ROBERTSON: They're saying it's in the hundreds. They're saying there's no doubt a lot of people have died. They say people have died on both sides, both the army, police, and the civilians. They say the reason for that is they've had to crack down. They're saying, look, if you had armed supporters of the opposition out on the streets in Washington, they say, what would your government do about it?

And they point to these protesters that we saw in Zawiya yesterday, who had weapons, anti-aircraft guns, heavy machine guns, RPGs, they say, what would your government do? They would have to go in with weapons to deal with them, and that's why they say there were civilian casualties. But it belies what everyone else here in the city has told us that government militias have been running around the city in ambulances, shooting on innocent protesters. That people have been denied treatment in government hospitals, that they've had to seek treatment in people's houses.

What's happened in the past couple of days here is that the government's got better control in Tripoli. So we're not seeing that kind of violence. They've got that control through fear and repression, because we're talking to the people who have that fear and are telling us they're repressed and can't come out and demonstrate. These people are telling us that they fear they're losing their momentum.

So the government's gaining it here, but their defenses of what they've done don't wash at all with the opposition. So how they can believe that they're in real negotiations with the opposition, it's hard to imagine. It is a very strange situation; this city is almost a bubble of reality to itself -- John.

KING: Nic Robertson for us, and as Nic noted, he is here in the capital of Tripoli, part of our fascinating team not only in Libya but across the region. We'll keep in touch with Nic in the hours and days ahead -- Nic, thanks. Let's check in now with CNN's Ben Wedeman who is in eastern Libya and Ben, perhaps not surprising, but we keep hearing conflicting reports, conflicting information, some confusion, including on this day whether or not Libyan jets were in the air and conducting bombing runs. What can you tell us?

BEN WEDEMAN, CNN SENIOR INTERNATIONAL CORRESPONDENT: Well I can tell you that we were in the area (INAUDIBLE), which is about an hour and a half's drive from here when we were driving around in the desert and we heard a plane overhead. And it's very unusual to hear any planes in this area. And shortly afterwards, we heard a large explosion. We drove to the place where the explosion took place, and it was inside sort of an army camp/ammunition dump.

According to the gates -- the guards at the front gate, a Sukhoi, that's a Soviet-made jet dropped four to five bombs within the compound, and in fact, while we were outside, we heard what sounded like secondary explosions. And afterwards, of course, the soldiers in the area, who, of course, are part of the anti-Gadhafi coalition, started to fire anti-aircraft, sort of wildly, in the air, even though the planes had already left. Now, afterwards, Libyan state TV denied that any Libyan Air Force planes were involved in action in eastern Libya, but what we saw and what we heard, it couldn't have been much of anything else, I think -- John.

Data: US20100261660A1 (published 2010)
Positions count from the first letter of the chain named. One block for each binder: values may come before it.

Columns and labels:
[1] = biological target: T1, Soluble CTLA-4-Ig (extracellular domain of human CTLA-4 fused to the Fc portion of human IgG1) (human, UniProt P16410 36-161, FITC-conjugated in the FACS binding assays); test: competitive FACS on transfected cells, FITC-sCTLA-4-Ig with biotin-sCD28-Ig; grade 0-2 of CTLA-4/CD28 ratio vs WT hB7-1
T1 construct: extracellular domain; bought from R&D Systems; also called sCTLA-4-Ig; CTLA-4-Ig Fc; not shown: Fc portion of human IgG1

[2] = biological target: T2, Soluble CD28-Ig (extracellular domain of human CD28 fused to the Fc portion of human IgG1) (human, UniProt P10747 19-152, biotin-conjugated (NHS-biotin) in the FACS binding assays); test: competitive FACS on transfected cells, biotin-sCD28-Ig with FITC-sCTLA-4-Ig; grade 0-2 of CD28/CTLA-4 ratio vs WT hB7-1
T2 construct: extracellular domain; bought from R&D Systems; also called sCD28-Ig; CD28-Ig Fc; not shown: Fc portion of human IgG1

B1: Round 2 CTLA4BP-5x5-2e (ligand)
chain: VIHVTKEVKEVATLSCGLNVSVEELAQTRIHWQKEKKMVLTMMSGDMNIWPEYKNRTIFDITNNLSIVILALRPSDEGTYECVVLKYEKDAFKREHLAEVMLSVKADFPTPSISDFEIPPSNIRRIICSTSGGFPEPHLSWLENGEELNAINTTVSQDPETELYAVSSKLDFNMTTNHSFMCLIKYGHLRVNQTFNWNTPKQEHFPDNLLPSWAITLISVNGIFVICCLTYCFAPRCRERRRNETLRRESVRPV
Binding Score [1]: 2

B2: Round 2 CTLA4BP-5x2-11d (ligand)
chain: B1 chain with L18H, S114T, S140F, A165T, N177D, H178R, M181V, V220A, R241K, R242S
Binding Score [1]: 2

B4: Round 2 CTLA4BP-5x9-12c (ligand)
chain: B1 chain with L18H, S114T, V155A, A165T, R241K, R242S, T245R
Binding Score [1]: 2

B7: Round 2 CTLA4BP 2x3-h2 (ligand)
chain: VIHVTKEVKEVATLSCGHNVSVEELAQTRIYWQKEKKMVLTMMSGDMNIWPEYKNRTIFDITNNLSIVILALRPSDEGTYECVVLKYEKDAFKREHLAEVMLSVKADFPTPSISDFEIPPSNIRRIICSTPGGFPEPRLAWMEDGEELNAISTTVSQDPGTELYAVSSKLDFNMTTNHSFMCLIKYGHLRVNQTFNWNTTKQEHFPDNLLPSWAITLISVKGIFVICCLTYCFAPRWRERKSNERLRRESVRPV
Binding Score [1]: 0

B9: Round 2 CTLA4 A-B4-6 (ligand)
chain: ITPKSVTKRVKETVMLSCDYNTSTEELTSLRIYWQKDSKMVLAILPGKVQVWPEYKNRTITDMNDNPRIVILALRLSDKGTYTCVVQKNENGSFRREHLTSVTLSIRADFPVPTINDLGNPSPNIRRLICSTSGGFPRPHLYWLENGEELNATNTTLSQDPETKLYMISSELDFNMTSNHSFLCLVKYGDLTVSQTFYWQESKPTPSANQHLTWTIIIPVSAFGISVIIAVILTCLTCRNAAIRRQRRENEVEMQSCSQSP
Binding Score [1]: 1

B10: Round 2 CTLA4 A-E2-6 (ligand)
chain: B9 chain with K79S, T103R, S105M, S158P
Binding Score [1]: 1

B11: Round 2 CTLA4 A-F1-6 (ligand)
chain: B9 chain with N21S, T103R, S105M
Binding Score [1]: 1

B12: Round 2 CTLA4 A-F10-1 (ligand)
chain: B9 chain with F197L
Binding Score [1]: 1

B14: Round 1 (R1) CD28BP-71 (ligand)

KING: Ben, that's fascinating reporting there. What's your sense of the state of the balance of power, if you will, where you are largely in control of the anti-Gadhafi forces? Gadhafi himself is in Tripoli and he says he is defiant and he's going to fight to the end. When you talk to the anti-government forces, are they requesting anything specific from the international community, outside help?

WEDEMAN: Well, they have suggested that the no-fly zone would be helpful to prevent the sort of air raid that took place today, but beyond that, they're very hesitant to ask for any sort of direct foreign intervention or help. In fact, we were driving around this area to the west of here, and it does appear that they do have a certain amount of hardware. We were in another army camp where we saw 13 T-54 Soviet tanks.

Now, those tanks do date back to the 1950s, but all of them seem to be in working order, at least, that's what we were told. In the port of Benghazi, there are some Libyan warships that look like they're in fairly good shape. Out at the airport nearby, there are some functioning helicopters. And there certainly is no shortage of volunteers, should they decide to muster some sort of force to march on Tripoli.

Of course, the problem is there's a large area in between the eastern section and the western part, where Tripoli is, that is very difficult to get across. It's hundreds and hundreds of miles. And in the middle is the town of Sirte or rather the city of Sirte, which is Moammar Gadhafi's homeland. So sort of tactically, it's hard to imagine how the forces in the east are going to even engage the forces in the west, unless there's some sort of decisive foreign intervention to cripple Gadhafi's Air Force and Navy and Army. At this point, it's almost -- it almost seems as if we've reached a stalemate.

In the west Gadhafi seems to be getting a handle on the situation. We're hearing that his forces are approaching Misurata, a town outside of Tripoli where initially the rebels or the opposition had gained control, but their control seems to be slipping again, so it's sort of an east/west stalemate, with neither being able to really make a decisive move against the other -- John.

KING: Ben Wedeman for us in eastern Libya, and as Ben notes, a stalemate. We'll wait to see what the international community does next -- Ben, thanks.

In addition to the violence and the political uncertainty, there is now talk of a humanitarian crisis as thousands of Libyans flee as well as thousands of foreign workers who had jobs in Libya, but are now rushing across the border to escape the violence. Ivan Watson is along the Tunisian/Libyan border. And Ivan, tell us what you're hearing from people who are coming out and are they still coming out in large numbers?